METHODS and MADNESS of a MEDIA MONSTER

1983

a young man clad only in a pair of shorts and looking, according to a watchman, “like Jesus himself,” attended the corporate and administrative services committee meeting.

1987

Meanwhile, about 200 protesters hauled a six-metre replica of a missile to International Trade Minister Pat Carney’s office in downtown Vancouver Tuesday but found the minister’s staff was out for lunch.

1988

The judge said Salmi’s behavior had made it “obvious that he has no respect for the law . . . . He seems to think he’s a law unto himself.”

1989

Vancouver city police dragged four Greenpeace members out of the Beach Avenue offices of the Sea Festival to end a two-hour sit-in Wednesday protesting the arrival of a U.S. warship they said is nuclear-armed.

1992

Salmi, 29, and Blight, 25 want to sell 120 lottery tickets at $10 each for one week of their services. According to the RCMP, the case has been referred over to Crown counsel, who will make a decision about whether to bring charges.

1993

Thus, Mr. Salmi has proved that he is not really a political activist, not even a humorist, merely a vandal, attacking Canada’s democratic institutions for no purpose.

1994

“When I first heard about this guy, I thought someone was pulling my leg,” said Ron Marcoux, President and CEO of McDonald’s Western Canada. “This guy is a real kook.”

1995

The Vancouver police evidently felt the passage, published three weeks before the riot, was more responsible for it than their own tear-gas volleys and baton charges, delivered without warning when the crowd got unruly.

1996

The first time Salmi did this he went to Granville Street, found a hippie (the definition is unclear), tore a $50 bill in half and promised him the other half if he showed up at the Niagara that night. When he showed, Salmi says he covered him in hockey gear and for a dollar allowed patrons to take a whack at him with dried-out children’s hockey sticks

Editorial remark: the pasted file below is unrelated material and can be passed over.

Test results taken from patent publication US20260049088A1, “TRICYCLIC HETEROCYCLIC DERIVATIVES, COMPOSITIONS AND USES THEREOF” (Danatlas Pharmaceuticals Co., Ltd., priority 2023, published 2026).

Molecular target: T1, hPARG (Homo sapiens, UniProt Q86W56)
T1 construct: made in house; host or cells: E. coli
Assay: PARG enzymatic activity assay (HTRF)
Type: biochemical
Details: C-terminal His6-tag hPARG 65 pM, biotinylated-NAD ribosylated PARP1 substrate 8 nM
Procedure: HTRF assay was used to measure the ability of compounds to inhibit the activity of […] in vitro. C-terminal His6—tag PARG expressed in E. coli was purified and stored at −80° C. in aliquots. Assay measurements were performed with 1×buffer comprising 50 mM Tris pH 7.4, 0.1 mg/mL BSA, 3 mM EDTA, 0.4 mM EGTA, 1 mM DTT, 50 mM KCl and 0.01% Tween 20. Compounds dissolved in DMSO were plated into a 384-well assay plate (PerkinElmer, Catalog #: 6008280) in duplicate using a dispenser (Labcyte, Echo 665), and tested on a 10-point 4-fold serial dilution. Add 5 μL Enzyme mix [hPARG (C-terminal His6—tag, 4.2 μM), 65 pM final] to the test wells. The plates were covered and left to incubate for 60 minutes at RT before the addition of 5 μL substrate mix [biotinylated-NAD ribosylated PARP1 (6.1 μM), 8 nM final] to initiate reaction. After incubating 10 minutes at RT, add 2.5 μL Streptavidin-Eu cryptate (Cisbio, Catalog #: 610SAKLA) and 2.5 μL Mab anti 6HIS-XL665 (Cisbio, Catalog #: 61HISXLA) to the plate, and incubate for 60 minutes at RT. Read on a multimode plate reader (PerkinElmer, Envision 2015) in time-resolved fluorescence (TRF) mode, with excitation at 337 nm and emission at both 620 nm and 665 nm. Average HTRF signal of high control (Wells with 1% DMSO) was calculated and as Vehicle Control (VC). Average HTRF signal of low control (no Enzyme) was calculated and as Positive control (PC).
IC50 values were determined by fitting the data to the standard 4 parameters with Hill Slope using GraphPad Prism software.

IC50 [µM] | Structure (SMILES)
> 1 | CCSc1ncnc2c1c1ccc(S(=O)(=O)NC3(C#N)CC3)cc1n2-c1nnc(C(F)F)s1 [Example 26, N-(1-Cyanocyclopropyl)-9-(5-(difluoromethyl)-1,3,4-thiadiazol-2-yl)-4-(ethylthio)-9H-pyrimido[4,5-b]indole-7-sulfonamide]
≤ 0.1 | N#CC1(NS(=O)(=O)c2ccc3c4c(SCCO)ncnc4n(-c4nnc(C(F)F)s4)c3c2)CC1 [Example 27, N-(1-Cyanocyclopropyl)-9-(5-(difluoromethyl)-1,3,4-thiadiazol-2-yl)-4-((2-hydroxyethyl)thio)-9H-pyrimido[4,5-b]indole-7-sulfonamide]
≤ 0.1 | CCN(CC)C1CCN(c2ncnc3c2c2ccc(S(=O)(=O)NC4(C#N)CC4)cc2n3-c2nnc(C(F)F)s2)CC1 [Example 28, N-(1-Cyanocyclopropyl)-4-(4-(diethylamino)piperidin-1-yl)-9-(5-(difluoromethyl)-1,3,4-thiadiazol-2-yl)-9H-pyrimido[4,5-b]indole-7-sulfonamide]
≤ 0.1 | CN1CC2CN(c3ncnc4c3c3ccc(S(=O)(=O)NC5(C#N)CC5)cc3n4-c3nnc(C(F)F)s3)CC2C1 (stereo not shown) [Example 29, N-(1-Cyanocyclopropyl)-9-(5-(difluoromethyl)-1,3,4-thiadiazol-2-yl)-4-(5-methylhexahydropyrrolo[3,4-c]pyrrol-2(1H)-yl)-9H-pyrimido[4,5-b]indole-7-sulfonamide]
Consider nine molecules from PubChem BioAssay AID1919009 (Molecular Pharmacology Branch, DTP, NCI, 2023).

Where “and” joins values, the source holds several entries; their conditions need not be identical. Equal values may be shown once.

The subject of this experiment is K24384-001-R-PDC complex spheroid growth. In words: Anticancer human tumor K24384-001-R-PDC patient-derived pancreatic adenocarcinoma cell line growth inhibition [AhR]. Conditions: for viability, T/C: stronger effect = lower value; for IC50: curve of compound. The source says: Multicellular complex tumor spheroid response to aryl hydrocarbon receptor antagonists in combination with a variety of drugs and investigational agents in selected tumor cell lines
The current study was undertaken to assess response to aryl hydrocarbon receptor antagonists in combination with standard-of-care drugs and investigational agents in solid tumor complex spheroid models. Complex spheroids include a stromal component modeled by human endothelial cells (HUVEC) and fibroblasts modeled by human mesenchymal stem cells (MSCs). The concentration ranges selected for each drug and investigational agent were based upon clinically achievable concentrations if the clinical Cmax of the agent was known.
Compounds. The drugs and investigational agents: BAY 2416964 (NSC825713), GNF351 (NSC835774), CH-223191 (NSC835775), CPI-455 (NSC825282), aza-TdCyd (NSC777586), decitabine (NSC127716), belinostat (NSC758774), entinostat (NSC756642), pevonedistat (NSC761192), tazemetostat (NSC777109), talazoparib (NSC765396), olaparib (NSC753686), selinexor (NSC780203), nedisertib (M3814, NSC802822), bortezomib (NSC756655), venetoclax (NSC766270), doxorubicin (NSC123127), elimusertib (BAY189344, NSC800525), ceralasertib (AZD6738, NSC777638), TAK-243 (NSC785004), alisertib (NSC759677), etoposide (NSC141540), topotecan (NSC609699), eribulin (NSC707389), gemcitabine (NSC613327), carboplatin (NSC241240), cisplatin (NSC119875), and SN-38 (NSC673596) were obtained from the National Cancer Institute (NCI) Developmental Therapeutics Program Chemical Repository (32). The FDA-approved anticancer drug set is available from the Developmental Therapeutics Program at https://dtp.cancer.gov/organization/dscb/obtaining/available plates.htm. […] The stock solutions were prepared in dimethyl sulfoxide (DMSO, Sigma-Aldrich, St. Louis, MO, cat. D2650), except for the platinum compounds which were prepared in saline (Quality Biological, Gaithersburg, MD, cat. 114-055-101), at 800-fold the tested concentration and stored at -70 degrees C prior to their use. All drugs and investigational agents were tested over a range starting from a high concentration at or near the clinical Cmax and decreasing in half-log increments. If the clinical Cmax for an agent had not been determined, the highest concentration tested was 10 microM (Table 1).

1997

I’m amazed that an individual would even try to pass off such wickedly hateful views as humor

1998

Today the News of the World can piece together the astonishing events of Tuesday, December 8 and reveal exactly how Salmi tried to con a nation.

1999

If Zippy the Circus Chimp wants to run for mayor of Vancouver this year, he may have to pay for the privilege. Same with Frank the Moose, the Trash Terminator, Buzz and Barb E. Doll.

2000

Smokeman (a.k.a. Brian Salmi) — a self-described superhero — arrived in Prince George from Vancouver Tuesday to defend the rights of smokers against the “tyranny of the Workers’ Compensation Board.”

2001

Leave aside the fact that Salmi filed the petition dressed in a green cape, white longjohns, green glitter boots with a five- centimetre heel and a toilet paper roll strapped to his head. Forget that Salmi argued his case before a B.C. Supreme Court justice dressed in a T-shirt painted with a Superman-styled S painted over his white longjohns. And try not to think about the fact that Sa Tan is the self-described anarchist’s legal name.

2002

The Speaker asked Mr. Salmi, and his editor, if in providing any future coverage, “were they prepared to show some respect for the institution of parliament?” The answer was “in the negative” and at that point talks broke down. But Mr. Salmi and his editor refused to leave the Speaker’s office, whereupon security staff were summoned, the two were handcuffed, arrested and escorted from the building.

2003

City hall would like the Sultan of Fun job to go to someone with a masters degree and 10 years in the festival racket. “Neither P.T Barnum or Walt Disney would make the cut,” Salmi says.

2004

Next thing, he was standing behind cardboard voting station No. 23 ripping his ballot into bite-size morsels and washing them down with water.

2005

A man who used to call himself Godzilla then later legally changed his name to Sa Tan to sound like “satan” is accusing the Yukon government of defaming his character.

2007

After a spoiled coup attempt in the Yukon, Salmi took roost in Montreal long enough to write a book about some of his Vancouver adventures, personal, political and journalistic — and it’s a hellzapoppin’ extravaganza.